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mermaidcamp

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Real Writer, Simon Ortiz, #ROW80

March 2, 2015 , , , , , ,

My week has been graced by the presence of a real writer. I went to hear the poet Simon Ortiz  who was in Tucson for a reading of his work. I was deeply moved and highly impressed with his writing, which he delivered with lavish explanations about his process. He is now writing an epic poem, an idea he joked about by saying there is no real rule about exactly how long an epic has to be. He will include within the epic some of his older works, which he shared with the group who had come to the U of A Poetry Center to listen to him.  I purchased his book, Sand Creek, which he signed for me after the reading.  I told him how much I loved hearing him and he responded that he really loved reading to us.  His genuine joy in sharing his work was evident.  We were all truly blessed to be there.  Some of his poems are funny, and some carry tragic stories from history, like Sand Creek.

The Poetics and Politics of Water series has evolved.  Dr. Ofelia Zepeda is a poet and professor who collaborates to put together this very special program of Native American writers.  She and her colleague Larry Evers introduced Politics and Poetics in 1992.  I look forward to the next reading which will be given by Dr. Zepeda herself.  She uses her native language from this region, Tohono O’odham, to welcome the visitors to her land and bless the participants.  It is beautiful.  She translates the traditional greeting in to English when she is done.

Ofelia Zepeda introduction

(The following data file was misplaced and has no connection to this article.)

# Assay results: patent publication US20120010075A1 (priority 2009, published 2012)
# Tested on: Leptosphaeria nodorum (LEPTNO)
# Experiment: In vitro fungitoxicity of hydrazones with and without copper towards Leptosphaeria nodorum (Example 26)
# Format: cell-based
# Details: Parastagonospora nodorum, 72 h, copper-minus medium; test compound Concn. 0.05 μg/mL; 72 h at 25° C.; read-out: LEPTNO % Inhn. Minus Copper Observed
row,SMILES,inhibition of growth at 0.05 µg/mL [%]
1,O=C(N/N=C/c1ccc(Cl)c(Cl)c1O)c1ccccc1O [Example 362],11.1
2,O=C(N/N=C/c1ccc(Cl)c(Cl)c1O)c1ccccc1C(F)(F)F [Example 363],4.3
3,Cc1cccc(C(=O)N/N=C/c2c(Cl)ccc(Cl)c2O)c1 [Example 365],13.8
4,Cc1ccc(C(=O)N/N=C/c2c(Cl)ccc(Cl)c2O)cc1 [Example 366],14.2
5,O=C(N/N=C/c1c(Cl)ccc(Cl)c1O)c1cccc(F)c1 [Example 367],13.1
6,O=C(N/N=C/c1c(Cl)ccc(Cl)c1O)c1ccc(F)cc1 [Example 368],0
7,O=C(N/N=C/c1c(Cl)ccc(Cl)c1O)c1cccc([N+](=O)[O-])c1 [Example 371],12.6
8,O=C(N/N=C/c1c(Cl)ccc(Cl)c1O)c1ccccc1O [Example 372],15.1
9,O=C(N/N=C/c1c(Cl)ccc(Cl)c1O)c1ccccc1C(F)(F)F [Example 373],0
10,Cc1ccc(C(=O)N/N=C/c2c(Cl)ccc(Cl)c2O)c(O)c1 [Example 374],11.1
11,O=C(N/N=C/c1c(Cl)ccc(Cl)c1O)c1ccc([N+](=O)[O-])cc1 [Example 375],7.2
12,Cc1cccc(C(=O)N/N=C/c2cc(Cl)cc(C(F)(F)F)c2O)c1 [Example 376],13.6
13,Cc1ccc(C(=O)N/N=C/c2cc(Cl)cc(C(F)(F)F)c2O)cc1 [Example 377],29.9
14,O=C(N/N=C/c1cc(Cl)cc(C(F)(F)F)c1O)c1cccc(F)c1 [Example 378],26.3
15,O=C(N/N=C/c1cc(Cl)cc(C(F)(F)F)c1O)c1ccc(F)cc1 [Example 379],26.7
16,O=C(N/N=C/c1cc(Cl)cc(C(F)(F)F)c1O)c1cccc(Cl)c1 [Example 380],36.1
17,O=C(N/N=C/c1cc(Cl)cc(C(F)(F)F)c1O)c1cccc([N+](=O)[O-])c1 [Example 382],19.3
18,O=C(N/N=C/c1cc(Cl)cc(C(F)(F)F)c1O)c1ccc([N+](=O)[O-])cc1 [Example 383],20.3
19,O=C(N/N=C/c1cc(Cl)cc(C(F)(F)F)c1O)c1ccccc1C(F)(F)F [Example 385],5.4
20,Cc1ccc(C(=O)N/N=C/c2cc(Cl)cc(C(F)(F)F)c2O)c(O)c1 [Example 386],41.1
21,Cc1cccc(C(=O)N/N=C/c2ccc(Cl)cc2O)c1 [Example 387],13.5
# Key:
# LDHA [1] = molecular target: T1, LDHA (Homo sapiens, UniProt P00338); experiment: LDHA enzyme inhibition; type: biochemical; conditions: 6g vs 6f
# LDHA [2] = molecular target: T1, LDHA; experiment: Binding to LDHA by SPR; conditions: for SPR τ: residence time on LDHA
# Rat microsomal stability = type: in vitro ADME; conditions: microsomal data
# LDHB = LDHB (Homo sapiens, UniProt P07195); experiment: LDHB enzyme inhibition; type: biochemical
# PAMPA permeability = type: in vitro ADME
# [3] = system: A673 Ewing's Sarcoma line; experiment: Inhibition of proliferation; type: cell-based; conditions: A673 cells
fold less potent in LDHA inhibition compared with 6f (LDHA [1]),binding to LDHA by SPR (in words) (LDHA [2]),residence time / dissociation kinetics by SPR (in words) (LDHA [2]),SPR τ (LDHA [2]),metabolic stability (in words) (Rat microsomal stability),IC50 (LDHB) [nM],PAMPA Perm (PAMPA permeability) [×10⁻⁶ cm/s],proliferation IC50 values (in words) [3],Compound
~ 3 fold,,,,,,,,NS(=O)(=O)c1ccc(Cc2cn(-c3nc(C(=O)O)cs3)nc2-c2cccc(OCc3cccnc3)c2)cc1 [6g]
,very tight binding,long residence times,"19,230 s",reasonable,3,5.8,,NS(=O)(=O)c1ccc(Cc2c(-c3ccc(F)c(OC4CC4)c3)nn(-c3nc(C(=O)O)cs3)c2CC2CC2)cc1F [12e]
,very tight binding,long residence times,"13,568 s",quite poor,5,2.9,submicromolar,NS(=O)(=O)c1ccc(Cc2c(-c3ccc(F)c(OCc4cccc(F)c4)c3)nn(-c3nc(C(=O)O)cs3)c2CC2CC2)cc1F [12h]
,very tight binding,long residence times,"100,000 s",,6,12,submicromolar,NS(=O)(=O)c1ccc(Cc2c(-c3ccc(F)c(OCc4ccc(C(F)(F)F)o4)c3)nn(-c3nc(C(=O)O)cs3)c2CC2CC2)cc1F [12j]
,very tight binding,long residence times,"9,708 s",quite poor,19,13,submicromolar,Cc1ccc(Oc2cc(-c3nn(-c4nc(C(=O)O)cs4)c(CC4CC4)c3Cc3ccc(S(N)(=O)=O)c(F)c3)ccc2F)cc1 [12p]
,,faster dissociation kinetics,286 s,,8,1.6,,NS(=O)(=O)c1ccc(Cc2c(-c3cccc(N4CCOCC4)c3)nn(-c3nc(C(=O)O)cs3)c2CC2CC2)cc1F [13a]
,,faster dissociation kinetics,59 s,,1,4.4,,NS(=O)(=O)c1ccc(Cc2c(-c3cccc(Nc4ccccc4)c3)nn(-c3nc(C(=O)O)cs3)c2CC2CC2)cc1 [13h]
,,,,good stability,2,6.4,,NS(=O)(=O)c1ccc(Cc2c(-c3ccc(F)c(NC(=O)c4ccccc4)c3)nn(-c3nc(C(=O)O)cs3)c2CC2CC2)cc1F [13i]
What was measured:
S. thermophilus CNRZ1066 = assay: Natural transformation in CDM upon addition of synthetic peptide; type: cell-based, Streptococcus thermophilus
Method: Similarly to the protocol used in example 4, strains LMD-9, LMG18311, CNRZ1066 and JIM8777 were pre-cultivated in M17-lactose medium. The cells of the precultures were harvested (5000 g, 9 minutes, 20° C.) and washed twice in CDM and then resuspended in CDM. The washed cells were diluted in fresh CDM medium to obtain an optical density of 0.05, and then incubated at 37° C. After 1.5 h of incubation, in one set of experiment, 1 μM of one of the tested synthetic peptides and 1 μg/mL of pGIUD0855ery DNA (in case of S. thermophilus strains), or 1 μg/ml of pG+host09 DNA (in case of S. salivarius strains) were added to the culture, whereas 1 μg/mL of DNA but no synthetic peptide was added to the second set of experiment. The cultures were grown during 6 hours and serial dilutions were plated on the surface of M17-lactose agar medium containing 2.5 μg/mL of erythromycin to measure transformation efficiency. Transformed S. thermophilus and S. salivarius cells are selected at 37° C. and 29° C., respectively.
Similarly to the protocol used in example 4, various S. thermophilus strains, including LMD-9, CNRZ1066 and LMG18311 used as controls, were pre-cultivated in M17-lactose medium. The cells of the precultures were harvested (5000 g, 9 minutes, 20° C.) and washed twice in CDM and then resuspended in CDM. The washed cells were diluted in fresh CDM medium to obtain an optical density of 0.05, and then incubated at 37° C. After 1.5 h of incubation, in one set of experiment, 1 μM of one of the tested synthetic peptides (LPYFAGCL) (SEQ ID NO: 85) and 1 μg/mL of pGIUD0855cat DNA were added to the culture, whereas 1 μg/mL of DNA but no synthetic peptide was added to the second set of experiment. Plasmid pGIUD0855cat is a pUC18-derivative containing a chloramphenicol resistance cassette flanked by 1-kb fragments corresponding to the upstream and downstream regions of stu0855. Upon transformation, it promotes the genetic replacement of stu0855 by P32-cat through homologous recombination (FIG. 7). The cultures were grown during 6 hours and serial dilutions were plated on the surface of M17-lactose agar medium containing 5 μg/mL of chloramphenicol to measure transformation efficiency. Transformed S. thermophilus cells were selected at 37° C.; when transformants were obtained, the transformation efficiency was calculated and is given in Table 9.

Ofelia Zepeda introduction

I have written and read some this week with mixed results.  I believe the most profound thing that happened to set my poetic self on the path was my chance to hear Mr Ortiz.  He said prose and poetry are all the same, and in the end, all language is poetry.  He certainly was all poetic in every part of his being. He talked about his own recovery from alcoholism, and his father’s inability to recover from it.  His identity as Acoma with deep religious and cultural heritage is important to him.  His father exposed Simon to sorrow through addiction, but he also taught him his traditional language and mystical history.  The last poem he read to us was about his father’s death.  It was sung as a song, a chant, a rhythmic tribute to the spirit of his father and all he had inherited. It was a wonderful way to show his talent and end on a solemn, serious, meaningful note.

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comments

I love getting inspiration from people when they are PA. It gives one real impetus to get things on paper!

Like

Stevie Wilson (@LAStory)

March 3, 2015

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